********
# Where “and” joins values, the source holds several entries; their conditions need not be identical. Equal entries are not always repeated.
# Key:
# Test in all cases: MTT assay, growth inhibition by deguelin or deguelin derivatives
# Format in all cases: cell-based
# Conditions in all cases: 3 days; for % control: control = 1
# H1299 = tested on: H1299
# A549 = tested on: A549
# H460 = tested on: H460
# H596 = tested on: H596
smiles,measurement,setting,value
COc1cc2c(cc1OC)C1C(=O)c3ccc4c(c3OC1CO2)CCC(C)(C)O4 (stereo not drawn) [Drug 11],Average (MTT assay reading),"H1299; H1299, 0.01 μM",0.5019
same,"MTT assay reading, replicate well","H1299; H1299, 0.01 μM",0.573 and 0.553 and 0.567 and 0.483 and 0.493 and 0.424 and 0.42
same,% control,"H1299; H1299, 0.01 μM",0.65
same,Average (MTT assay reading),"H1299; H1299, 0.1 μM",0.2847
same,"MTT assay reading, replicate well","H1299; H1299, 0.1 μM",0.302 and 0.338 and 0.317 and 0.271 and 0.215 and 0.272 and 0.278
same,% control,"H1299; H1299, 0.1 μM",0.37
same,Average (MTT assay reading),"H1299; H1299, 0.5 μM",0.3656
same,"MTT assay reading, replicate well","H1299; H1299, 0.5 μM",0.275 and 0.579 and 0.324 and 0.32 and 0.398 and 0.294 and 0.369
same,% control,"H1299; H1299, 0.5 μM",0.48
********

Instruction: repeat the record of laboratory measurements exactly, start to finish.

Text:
# Where “and” joins values, the source holds several entries; their conditions need not be identical. Equal entries are not always repeated.
# Key:
# Test in all cases: MTT assay, growth inhibition by deguelin or deguelin derivatives
# Format in all cases: cell-based
# Conditions in all cases: 3 days; for % control: control = 1
# H1299 = tested on: H1299
# A549 = tested on: A549
# H460 = tested on: H460
# H596 = tested on: H596
smiles,measurement,setting,value
COc1cc2c(cc1OC)C1C(=O)c3ccc4c(c3OC1CO2)CCC(C)(C)O4 (stereo not drawn) [Drug 11],Average (MTT assay reading),"H1299; H1299, 0.01 μM",0.5019
same,"MTT assay reading, replicate well","H1299; H1299, 0.01 μM",0.573 and 0.553 and 0.567 and 0.483 and 0.493 and 0.424 and 0.42
same,% control,"H1299; H1299, 0.01 μM",0.65
same,Average (MTT assay reading),"H1299; H1299, 0.1 μM",0.2847
same,"MTT assay reading, replicate well","H1299; H1299, 0.1 μM",0.302 and 0.338 and 0.317 and 0.271 and 0.215 and 0.272 and 0.278
same,% control,"H1299; H1299, 0.1 μM",0.37
same,Average (MTT assay reading),"H1299; H1299, 0.5 μM",0.3656
same,"MTT assay reading, replicate well","H1299; H1299, 0.5 μM",0.275 and 0.579 and 0.324 and 0.32 and 0.398 and 0.294 and 0.369
same,% control,"H1299; H1299, 0.5 μM",0.48